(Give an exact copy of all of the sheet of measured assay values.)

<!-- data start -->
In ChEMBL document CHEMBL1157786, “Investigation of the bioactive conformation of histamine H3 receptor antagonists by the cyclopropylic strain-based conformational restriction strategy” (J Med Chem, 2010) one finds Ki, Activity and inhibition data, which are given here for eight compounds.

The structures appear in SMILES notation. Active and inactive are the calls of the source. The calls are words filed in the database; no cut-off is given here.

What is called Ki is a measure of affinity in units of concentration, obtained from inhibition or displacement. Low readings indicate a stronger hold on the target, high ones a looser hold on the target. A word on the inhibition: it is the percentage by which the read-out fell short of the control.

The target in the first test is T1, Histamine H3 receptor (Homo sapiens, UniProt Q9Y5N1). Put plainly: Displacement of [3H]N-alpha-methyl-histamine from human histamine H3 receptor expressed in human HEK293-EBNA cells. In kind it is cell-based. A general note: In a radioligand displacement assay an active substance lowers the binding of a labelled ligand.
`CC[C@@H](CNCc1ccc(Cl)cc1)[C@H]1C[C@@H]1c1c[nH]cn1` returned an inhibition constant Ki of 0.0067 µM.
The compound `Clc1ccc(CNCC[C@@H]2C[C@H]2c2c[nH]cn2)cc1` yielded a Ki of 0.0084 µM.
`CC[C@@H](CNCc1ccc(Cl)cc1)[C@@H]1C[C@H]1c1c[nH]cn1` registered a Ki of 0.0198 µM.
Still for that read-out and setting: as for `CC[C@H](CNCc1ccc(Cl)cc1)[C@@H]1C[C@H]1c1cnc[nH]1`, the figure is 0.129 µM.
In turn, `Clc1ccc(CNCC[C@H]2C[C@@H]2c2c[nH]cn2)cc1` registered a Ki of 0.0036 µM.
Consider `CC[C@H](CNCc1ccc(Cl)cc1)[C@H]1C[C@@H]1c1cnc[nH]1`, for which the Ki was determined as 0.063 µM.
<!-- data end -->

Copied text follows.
In ChEMBL document CHEMBL1157786, “Investigation of the bioactive conformation of histamine H3 receptor antagonists by the cyclopropylic strain-based conformational restriction strategy” (J Med Chem, 2010) one finds Ki, Activity and inhibition data, which are given here for eight compounds.

The structures appear in SMILES notation. Active and inactive are the calls of the source. The calls are words filed in the database; no cut-off is given here.

What is called Ki is a measure of affinity in units of concentration, obtained from inhibition or displacement. Low readings indicate a stronger hold on the target, high ones a looser hold on the target. A word on the inhibition: it is the percentage by which the read-out fell short of the control.

The target in the first test is T1, Histamine H3 receptor (Homo sapiens, UniProt Q9Y5N1). Put plainly: Displacement of [3H]N-alpha-methyl-histamine from human histamine H3 receptor expressed in human HEK293-EBNA cells. In kind it is cell-based. A general note: In a radioligand displacement assay an active substance lowers the binding of a labelled ligand.
`CC[C@@H](CNCc1ccc(Cl)cc1)[C@H]1C[C@@H]1c1c[nH]cn1` returned an inhibition constant Ki of 0.0067 µM.
The compound `Clc1ccc(CNCC[C@@H]2C[C@H]2c2c[nH]cn2)cc1` yielded a Ki of 0.0084 µM.
`CC[C@@H](CNCc1ccc(Cl)cc1)[C@@H]1C[C@H]1c1c[nH]cn1` registered a Ki of 0.0198 µM.
Still for that read-out and setting: as for `CC[C@H](CNCc1ccc(Cl)cc1)[C@@H]1C[C@H]1c1cnc[nH]1`, the figure is 0.129 µM.
In turn, `Clc1ccc(CNCC[C@H]2C[C@@H]2c2c[nH]cn2)cc1` registered a Ki of 0.0036 µM.
Consider `CC[C@H](CNCc1ccc(Cl)cc1)[C@H]1C[C@@H]1c1cnc[nH]1`, for which the Ki was determined as 0.063 µM.